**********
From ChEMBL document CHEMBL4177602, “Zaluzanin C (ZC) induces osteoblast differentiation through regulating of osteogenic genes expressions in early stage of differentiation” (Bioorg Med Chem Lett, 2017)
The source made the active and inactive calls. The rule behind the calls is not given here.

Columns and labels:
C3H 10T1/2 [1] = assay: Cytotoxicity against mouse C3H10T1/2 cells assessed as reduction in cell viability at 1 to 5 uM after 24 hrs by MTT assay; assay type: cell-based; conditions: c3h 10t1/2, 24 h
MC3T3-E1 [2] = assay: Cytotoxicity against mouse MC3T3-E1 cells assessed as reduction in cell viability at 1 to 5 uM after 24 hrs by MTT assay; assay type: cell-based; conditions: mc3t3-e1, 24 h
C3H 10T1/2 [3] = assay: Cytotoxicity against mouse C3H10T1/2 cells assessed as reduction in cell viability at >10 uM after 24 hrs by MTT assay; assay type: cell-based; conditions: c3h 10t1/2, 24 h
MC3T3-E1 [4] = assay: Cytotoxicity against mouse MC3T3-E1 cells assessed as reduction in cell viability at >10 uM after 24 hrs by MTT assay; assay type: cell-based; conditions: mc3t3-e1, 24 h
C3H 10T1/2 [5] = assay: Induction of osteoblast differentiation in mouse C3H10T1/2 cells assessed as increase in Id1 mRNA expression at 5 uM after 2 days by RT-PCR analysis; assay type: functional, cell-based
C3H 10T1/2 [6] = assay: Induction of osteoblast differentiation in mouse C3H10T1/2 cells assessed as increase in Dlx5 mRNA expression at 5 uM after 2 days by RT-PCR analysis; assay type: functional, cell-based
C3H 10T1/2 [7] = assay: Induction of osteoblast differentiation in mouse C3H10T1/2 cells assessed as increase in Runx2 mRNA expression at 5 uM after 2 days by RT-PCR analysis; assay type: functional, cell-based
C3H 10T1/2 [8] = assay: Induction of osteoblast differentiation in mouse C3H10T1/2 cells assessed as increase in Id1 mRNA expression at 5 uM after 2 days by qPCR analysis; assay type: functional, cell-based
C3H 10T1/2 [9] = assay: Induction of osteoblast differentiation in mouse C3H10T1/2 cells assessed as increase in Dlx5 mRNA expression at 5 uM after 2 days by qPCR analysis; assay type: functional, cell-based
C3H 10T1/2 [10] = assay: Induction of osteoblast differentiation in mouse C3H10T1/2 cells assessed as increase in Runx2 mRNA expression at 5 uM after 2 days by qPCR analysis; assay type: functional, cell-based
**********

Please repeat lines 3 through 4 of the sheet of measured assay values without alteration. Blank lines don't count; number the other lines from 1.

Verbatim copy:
Columns and labels:
C3H 10T1/2 [1] = assay: Cytotoxicity against mouse C3H10T1/2 cells assessed as reduction in cell viability at 1 to 5 uM after 24 hrs by MTT assay; assay type: cell-based; conditions: c3h 10t1/2, 24 h